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Blinken goes to China to maintain the illusion of stability

Blinken goes to China to maintain the illusion of stability

Washington and Beijing will have to do more than stand for photo-ops if they want to stave off the march toward conflict

Analysis | Asia-Pacific

Secretary of State Antony Blinken is set to travel to Beijing this week in the latest round of high-level diplomacy between the U.S. and China.

Since the U.S.–China relationship hit new lows in late 2022 and early 2023 — thanks to incidents like then-Speaker Nancy Pelosi’s visit to Taiwan and a Chinese spy balloon’s visit to U.S. airspace — both sides have made a welcome effort to slow the slide toward crisis and conflict.

This effort has focused on top leaders exchanging views through in-person meetings. Last year, Blinken, Treasury Secretary Janet Yellen, Commerce Secretary Gina Raimondo, and climate envoy John Kerry all made the trip to China. China’s top diplomat Wang Yi and top economic official He Lifeng visited the United States, culminating in President Xi Jinping’s trip to California to meet with President Joe Biden alongside the Asia Pacific Economic Cooperation summit in November. This year, a new round of exchanges began with Yellen’s trip to China several weeks ago.

All this back and forth has been accompanied by attempts from both sides to show they are mindful of some of the other’s concerns, such as U.S. reassurances on the One China Policy, which has maintained stability in the Taiwan Strait for decades, and Chinese support for U.S. restrictions on the production of fentanyl, the drug helping to drive America’s ongoing opioid crisis. Discussions between the two militaries on crisis communications are now proceeding well after years of paralysis.

Despite these promising small steps toward reviving the relationship, however, the two sides are now in danger of complacency toward the prospect of serious conflict. As the State Department signals that no new positive initiatives are on the agenda for Blinken’s visit, U.S.–China diplomacy increasingly seems devoted to talks for the sake of talks, without any ambition to make progress on the deep and powerful underlying forces driving both sides toward confrontation.

As my colleague Michael Swaine explains in a recent research brief, the appearance of stability between Washington and Beijing is likely a product of political expediency on both sides rather than a durable foundation for coexistence. Biden, facing a difficult reelection campaign against an opponent with a predilection for making conflict with China the center of every conversation, has made the wise calculation that maintaining calm around China will help him focus on his preferred themes. Xi Jinping, for his part, is preoccupied with economic difficulties, a far-reaching anti-corruption campaign in the military, and last year’s purge of several top leaders. As the wars in Ukraine and Gaza rage on, both Washington and Beijing have reason to avoid adding another international crisis to their plates.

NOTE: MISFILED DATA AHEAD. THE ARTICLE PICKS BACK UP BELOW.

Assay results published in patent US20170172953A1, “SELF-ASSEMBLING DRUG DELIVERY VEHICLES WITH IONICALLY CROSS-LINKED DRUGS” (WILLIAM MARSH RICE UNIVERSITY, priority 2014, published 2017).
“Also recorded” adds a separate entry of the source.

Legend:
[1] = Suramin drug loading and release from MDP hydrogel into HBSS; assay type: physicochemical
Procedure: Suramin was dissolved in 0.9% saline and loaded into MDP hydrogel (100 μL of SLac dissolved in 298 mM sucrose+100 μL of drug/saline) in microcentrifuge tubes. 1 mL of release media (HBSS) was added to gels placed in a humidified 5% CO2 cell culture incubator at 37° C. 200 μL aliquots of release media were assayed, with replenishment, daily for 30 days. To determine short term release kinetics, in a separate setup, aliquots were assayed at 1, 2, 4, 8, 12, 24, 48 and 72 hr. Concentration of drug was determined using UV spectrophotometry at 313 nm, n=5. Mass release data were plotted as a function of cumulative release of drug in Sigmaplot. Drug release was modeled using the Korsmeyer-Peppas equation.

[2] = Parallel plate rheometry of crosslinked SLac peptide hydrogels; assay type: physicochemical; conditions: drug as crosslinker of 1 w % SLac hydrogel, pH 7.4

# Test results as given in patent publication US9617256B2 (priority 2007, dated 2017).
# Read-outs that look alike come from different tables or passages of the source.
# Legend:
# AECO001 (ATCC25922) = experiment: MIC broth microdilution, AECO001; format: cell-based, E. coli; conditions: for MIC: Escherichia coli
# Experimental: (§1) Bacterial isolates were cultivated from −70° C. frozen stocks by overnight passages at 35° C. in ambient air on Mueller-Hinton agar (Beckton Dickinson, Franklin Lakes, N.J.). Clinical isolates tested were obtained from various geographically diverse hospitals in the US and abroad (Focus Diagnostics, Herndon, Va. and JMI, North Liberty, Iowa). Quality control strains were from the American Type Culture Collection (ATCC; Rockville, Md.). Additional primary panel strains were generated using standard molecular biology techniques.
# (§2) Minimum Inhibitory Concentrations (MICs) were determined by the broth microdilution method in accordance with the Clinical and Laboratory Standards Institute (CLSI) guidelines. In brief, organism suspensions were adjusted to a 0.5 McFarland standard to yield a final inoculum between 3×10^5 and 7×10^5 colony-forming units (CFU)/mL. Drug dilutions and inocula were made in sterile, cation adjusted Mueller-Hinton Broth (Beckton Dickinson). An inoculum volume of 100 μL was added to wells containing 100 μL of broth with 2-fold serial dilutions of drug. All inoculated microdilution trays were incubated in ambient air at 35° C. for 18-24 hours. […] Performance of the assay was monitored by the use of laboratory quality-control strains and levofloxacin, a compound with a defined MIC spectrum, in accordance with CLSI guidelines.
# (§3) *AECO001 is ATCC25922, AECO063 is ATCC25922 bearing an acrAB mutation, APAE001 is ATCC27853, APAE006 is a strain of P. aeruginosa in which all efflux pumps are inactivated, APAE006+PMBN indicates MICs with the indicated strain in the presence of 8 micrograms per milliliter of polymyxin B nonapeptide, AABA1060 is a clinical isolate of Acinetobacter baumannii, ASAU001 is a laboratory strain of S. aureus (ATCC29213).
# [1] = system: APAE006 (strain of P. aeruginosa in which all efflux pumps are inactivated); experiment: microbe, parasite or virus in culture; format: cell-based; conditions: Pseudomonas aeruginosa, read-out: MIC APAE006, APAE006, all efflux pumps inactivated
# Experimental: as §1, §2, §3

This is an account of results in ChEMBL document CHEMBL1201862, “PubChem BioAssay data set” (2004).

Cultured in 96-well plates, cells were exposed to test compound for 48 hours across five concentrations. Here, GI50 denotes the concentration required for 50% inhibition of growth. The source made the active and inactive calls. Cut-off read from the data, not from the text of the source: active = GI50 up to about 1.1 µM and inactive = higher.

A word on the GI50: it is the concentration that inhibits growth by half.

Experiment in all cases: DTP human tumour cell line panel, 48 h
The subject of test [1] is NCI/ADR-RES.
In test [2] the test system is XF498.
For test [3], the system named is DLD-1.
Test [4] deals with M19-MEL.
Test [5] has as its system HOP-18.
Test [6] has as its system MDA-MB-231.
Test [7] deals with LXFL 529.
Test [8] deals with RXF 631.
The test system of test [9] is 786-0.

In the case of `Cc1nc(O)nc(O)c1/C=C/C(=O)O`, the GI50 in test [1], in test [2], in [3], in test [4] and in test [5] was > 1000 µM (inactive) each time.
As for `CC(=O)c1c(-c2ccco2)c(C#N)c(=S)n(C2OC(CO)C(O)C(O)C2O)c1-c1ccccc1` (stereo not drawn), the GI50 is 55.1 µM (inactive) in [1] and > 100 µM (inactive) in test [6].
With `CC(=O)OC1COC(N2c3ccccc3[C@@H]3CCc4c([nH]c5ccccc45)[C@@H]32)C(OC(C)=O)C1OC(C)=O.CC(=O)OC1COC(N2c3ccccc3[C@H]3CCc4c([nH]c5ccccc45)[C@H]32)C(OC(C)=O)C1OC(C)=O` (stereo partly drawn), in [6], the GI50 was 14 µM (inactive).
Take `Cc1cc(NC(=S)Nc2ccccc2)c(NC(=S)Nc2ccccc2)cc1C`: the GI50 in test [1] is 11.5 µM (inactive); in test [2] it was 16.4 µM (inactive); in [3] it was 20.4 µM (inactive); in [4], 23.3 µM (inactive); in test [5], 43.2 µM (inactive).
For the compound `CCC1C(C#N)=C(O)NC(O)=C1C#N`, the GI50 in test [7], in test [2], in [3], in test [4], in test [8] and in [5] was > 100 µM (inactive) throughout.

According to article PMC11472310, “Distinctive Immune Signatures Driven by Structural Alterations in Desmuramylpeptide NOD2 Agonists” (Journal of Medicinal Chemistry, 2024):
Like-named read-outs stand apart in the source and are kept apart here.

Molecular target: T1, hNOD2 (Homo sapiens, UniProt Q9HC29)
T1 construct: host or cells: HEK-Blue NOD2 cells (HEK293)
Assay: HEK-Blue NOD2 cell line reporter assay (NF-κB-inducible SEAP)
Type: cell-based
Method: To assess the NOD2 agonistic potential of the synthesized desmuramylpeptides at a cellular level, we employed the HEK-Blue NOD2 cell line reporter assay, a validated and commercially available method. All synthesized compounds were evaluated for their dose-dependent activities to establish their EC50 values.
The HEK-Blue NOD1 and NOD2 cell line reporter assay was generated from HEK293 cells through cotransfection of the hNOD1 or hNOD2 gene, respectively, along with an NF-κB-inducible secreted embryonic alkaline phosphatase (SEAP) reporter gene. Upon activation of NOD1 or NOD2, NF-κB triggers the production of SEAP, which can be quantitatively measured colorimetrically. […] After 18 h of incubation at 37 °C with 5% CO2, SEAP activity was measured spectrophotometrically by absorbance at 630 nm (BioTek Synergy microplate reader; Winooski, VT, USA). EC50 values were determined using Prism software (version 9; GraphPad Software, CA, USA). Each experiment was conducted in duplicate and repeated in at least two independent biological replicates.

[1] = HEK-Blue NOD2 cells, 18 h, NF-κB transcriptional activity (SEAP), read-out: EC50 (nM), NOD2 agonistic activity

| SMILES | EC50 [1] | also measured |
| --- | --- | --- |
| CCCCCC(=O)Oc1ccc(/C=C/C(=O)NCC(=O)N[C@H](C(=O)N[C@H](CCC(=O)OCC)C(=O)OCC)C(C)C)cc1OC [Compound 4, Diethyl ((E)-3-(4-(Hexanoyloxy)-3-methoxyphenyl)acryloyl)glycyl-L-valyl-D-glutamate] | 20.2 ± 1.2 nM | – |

On the one hand, these short-term considerations reflect a deeper potential for alignment. The United States and China are both status-quo powers with an interest in limited reforms to the current global system. The dynamic economies of the two countries flourish when the global system is politically stable and increasingly connected. Both countries see clear diplomatic and economic benefits to supporting the Global South’s hunger for development.

Leaders on both sides recognize the terrible threat posed by global economic instability, large-scale forced population movements, transnational crime, pandemic disease, and the climate crisis. Because existing arrangements including the domestic institutions of both countries face these dire risks, both governments are exploring promising techniques — including industrial policy, expanded development financing, and revisions to global governance issues like business taxation and the U.N. Security Council — that could chart a path out of today’s global turmoil.